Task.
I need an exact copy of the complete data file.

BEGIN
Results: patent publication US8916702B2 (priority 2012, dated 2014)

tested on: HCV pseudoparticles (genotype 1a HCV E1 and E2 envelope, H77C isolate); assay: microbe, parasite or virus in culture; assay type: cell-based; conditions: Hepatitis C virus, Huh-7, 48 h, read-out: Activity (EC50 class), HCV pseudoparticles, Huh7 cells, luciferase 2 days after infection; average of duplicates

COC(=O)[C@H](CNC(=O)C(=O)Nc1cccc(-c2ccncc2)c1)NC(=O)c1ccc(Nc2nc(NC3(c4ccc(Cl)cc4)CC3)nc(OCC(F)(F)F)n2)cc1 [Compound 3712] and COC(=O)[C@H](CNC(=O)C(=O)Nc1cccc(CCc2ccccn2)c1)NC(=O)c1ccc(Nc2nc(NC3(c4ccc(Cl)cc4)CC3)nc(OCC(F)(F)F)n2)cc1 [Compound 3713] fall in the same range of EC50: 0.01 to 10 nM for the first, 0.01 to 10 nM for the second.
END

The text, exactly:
Results: patent publication US8916702B2 (priority 2012, dated 2014)

tested on: HCV pseudoparticles (genotype 1a HCV E1 and E2 envelope, H77C isolate); assay: microbe, parasite or virus in culture; assay type: cell-based; conditions: Hepatitis C virus, Huh-7, 48 h, read-out: Activity (EC50 class), HCV pseudoparticles, Huh7 cells, luciferase 2 days after infection; average of duplicates

COC(=O)[C@H](CNC(=O)C(=O)Nc1cccc(-c2ccncc2)c1)NC(=O)c1ccc(Nc2nc(NC3(c4ccc(Cl)cc4)CC3)nc(OCC(F)(F)F)n2)cc1 [Compound 3712] and COC(=O)[C@H](CNC(=O)C(=O)Nc1cccc(CCc2ccccn2)c1)NC(=O)c1ccc(Nc2nc(NC3(c4ccc(Cl)cc4)CC3)nc(OCC(F)(F)F)n2)cc1 [Compound 3713] fall in the same range of EC50: 0.01 to 10 nM for the first, 0.01 to 10 nM for the second.